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GemFair Aims at Creating a Sustainable Market for ASM Diamond

What does traceability of a diamond mean? Mrs Feriel Zerouki, Senior Vice-President Industry Relations and Ethical Initiatives, De Beers Group and General Manager, GemFair, explains it to us, starting from the small-scale diamond miners

What led De Beers to create GemFair? How long did it take to launch the product and what forces (investments) were involved?
The artisanal and small-scale diamond mining (ASM) sector is an important source of global diamond production and provides a critical livelihood for people working in the sector. However, due to a lack of regulation, ASM participants lack access to formal markets. In addition, legacy concerns regarding conflict areas mean these diamonds are often perceived negatively by consumers, when the reality is the vast majority of the production is not from conflict zones. GemFair aims at creating a sustainable market for these gems.
The programme uses digital technology to trace ASM diamonds and requires all participating sites to meet minimum operating and ethical standards aligned with the OECD. GemFair hopes to create equal opportunities for artisanal miners and improve the standards and reputation of the sector. The launch of the GemFair pilot in Sierra Leone took around 18 months: we opened our buying office, built a robust digital solution and created suitable artisanal mining standards. Thanks to our NGO partner, Diamond Development Initiative, sites were certified ahead of our first purchase. We’ve devoted significant investment to our operations in-country: securing the necessary permits, developing a training programme and hiring a team in charge for running the GemFair programme on-the-ground.

What does it mean in practice to be able to trace the path of a diamond?
Our digital solution provides transparency, traceability and assures that every diamond purchased has been responsibly sourced from an approved mine site that meets GemFair’s operating standards. The process involves recording the diamond on the GemFair app at the time it was discovered at the mine site, which is geo-tagged to the app. It is logged onto the app by photographing it and it is taken to GemFair’s buying office, where the buyer reconciles the diamond with the information on the app. GemFair diamonds over a certain size are also logged onto the Tracr blockchain platform.

What advantages does it bring to the life of mining communities and along the entire supply chain? How has the life of miners in Sierra Leone changed?
GemFair is still in the pilot phase; however, there’s been a lot of interest in the programme from participating sites. We hope that GemFair will improve miners’ overall livelihoods by enhancing working conditions. We also hope the programme will improve environmental standards in the sector. In addition, GemFair supports the Government of Sierra Leone in formalising the sector, by bringing traceability to the supply chain. We hope the integration of ASM production into the global market will increase tax revenue for government. We also hope GemFair will contribute to better infrastructure and foster enhanced market linkages within the sector.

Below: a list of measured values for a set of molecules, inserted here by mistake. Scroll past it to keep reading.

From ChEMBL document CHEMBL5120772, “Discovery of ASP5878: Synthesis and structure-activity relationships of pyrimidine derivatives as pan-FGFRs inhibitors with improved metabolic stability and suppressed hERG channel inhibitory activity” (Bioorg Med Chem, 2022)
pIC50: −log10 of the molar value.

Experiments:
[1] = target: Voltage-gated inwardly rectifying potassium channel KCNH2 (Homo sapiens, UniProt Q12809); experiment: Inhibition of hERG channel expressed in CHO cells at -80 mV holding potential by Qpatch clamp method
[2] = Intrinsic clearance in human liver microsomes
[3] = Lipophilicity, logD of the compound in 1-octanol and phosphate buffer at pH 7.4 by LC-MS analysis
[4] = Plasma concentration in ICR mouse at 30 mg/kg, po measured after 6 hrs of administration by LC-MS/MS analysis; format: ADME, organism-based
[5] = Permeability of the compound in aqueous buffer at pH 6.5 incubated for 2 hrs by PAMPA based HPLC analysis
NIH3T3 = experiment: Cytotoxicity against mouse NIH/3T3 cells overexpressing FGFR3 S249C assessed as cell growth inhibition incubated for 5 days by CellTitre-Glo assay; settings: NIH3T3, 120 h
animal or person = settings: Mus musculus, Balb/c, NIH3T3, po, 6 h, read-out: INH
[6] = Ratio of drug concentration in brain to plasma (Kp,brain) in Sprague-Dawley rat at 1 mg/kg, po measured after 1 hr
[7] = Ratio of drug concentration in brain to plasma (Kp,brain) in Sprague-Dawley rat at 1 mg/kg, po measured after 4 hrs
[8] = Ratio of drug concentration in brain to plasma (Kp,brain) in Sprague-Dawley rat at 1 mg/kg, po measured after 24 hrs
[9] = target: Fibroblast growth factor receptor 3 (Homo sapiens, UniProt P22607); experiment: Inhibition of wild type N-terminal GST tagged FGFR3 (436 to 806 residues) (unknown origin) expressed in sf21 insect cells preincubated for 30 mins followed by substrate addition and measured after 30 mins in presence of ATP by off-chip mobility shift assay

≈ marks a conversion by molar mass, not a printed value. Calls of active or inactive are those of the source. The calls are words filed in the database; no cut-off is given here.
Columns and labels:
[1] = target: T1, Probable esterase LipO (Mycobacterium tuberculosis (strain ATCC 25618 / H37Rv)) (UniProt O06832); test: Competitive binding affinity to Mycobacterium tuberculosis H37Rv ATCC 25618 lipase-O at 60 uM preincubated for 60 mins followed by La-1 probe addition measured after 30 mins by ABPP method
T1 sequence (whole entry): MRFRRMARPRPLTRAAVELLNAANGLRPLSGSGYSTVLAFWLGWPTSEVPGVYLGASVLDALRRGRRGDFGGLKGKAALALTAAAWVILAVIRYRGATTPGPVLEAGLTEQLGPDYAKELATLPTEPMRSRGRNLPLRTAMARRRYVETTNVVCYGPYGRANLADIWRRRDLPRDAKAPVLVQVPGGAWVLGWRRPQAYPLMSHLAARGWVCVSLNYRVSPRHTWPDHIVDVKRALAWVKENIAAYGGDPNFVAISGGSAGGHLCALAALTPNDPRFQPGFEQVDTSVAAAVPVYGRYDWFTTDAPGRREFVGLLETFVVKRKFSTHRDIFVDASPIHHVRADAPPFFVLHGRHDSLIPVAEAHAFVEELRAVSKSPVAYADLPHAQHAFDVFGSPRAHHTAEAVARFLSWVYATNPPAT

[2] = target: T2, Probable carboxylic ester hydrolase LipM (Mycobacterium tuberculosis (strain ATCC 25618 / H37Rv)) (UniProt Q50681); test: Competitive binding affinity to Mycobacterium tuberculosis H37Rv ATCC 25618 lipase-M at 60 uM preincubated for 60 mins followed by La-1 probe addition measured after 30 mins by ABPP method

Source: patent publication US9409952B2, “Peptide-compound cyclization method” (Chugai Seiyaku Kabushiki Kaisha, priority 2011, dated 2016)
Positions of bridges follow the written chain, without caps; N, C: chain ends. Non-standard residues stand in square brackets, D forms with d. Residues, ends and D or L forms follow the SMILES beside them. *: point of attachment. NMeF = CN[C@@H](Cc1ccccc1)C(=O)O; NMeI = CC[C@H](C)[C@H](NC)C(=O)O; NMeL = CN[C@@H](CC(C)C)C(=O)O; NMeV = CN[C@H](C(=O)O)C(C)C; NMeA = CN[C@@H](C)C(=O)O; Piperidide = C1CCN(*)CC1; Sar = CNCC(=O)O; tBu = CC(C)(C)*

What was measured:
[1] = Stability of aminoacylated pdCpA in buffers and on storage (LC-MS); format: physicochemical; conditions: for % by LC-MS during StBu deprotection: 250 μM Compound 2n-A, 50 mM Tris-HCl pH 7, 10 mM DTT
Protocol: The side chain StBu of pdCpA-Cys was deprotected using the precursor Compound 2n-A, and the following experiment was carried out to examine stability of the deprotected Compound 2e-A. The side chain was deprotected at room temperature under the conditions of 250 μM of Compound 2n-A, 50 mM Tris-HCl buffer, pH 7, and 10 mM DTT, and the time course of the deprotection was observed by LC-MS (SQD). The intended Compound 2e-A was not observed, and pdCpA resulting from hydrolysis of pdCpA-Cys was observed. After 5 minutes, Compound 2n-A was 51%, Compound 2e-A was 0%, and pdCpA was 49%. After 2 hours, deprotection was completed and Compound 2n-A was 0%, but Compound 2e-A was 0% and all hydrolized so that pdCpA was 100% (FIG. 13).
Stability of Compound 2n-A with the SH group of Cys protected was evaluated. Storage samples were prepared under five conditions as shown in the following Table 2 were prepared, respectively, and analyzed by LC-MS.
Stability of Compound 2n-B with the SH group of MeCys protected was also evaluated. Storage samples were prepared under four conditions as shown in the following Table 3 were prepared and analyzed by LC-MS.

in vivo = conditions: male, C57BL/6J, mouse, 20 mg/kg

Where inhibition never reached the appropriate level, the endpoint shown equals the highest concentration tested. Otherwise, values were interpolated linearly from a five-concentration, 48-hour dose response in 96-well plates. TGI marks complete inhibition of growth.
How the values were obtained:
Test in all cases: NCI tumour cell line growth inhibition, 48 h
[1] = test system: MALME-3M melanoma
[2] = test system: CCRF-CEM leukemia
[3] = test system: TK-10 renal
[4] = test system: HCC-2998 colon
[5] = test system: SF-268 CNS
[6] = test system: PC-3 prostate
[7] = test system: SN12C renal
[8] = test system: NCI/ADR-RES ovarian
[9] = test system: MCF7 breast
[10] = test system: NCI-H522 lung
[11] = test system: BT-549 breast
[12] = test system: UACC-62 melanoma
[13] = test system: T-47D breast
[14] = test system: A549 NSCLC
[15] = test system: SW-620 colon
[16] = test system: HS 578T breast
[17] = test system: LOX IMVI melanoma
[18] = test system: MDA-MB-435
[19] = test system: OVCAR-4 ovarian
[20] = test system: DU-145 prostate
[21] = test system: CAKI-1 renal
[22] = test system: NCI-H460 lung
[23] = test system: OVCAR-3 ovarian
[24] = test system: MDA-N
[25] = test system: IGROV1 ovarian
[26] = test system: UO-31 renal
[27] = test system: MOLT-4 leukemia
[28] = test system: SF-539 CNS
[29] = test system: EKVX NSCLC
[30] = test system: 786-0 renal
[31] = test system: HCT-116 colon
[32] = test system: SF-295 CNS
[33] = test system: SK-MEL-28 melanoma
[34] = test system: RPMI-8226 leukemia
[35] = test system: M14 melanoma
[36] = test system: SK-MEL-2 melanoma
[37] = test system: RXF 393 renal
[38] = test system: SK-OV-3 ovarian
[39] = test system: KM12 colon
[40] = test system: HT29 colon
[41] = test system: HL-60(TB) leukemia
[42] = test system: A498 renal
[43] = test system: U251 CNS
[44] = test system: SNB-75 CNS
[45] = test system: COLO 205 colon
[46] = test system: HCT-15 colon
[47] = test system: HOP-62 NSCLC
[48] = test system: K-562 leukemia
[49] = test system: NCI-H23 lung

What are GemFair next countries of application? Could be it involved also in traceability of minerals and other precious stones? If not, why only diamonds? 
We’re still in the pilot phase, so it’s too early to speculate on where else GemFair could be introduced in the future. However, any location we consider must meet our minimum operational and political criteria. The technology could theoretically be applied to other minerals, but our focus right now is on diamonds. 

Is an ASM diamond or a laboratory diamond more sustainable?
Broad comparisons are hard to make. However, a responsibly-sourced ASM diamond provides a critical source of livelihood for FZ people living in countries where there are often limited options to earn an income. And through programmes such as GemFair, these diamonds have the potential to improve the lives of local miners and their families. Labgrown diamonds don’t have this same potential, especially since the vast majority of profits from lab-grown diamonds flow back to private investors. Lab-grown diamonds also require huge amounts of energy to create, with consequent impact on the environment.

What processes are used to make synthetic diamonds?
There are two methods for producing labgrown diamonds: High Pressure High Temperature (HPHT) and Chemical Vapour Deposition (CVD). Both processes require the use of industrial manufacturing equipment and substantial amounts of energy.

Have you foreseen traceability also for the raw materials of the laboratory diamond?
De Beers Group’s efforts are focused on the traceability of natural diamonds through GemFair and the Tracr blockchain platform. Both initiatives assure that the diamonds registered on the platforms are natural diamonds and responsibly sourced. We would welcome initiatives that provide consumers with more transparency regarding lab-grown diamonds and their supply chains. Their producers often make claims regarding provenance and sustainability, but these need to be interrogated on a case-by-case basis.

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